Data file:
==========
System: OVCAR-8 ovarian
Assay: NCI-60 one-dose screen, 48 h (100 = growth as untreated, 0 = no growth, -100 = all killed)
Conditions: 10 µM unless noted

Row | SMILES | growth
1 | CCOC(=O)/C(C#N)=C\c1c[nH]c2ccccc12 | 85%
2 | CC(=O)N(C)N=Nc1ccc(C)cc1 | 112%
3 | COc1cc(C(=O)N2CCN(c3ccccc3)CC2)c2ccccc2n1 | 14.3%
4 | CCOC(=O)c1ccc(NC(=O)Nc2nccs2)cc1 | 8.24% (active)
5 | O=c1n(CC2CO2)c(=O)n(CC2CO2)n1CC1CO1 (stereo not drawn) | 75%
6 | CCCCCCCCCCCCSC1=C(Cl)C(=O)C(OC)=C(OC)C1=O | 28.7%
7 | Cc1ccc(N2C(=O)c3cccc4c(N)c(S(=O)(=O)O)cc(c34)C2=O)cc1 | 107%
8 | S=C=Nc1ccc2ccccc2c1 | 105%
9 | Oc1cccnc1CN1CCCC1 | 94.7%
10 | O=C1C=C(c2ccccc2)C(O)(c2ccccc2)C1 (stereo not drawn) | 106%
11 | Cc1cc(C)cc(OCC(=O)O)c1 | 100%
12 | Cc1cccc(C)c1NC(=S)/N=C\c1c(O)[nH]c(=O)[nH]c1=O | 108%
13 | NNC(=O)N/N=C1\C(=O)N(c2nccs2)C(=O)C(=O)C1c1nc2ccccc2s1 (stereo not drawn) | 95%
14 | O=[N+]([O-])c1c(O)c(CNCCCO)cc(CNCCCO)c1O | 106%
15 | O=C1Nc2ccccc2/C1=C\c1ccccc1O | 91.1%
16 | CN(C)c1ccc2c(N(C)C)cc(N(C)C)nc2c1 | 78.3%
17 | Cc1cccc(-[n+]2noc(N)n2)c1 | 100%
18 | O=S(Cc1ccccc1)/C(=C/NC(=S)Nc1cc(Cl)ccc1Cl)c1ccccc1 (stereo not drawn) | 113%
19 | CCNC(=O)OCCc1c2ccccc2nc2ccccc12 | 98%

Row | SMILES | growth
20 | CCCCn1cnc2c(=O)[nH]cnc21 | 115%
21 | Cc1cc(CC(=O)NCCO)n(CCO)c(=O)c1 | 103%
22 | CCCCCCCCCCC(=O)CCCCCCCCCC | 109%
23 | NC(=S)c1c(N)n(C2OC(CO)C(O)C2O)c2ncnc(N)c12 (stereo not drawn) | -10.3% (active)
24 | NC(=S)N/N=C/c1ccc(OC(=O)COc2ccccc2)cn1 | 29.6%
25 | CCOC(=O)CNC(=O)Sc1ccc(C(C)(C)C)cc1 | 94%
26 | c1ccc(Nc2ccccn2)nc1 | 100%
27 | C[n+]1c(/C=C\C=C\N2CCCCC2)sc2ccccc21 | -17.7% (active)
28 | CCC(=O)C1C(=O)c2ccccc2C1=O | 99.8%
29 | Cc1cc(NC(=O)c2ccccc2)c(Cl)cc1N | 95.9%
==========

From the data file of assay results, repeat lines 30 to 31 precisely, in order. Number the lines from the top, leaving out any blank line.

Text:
25 | CCOC(=O)CNC(=O)Sc1ccc(C(C)(C)C)cc1 | 94%
26 | c1ccc(Nc2ccccn2)nc1 | 100%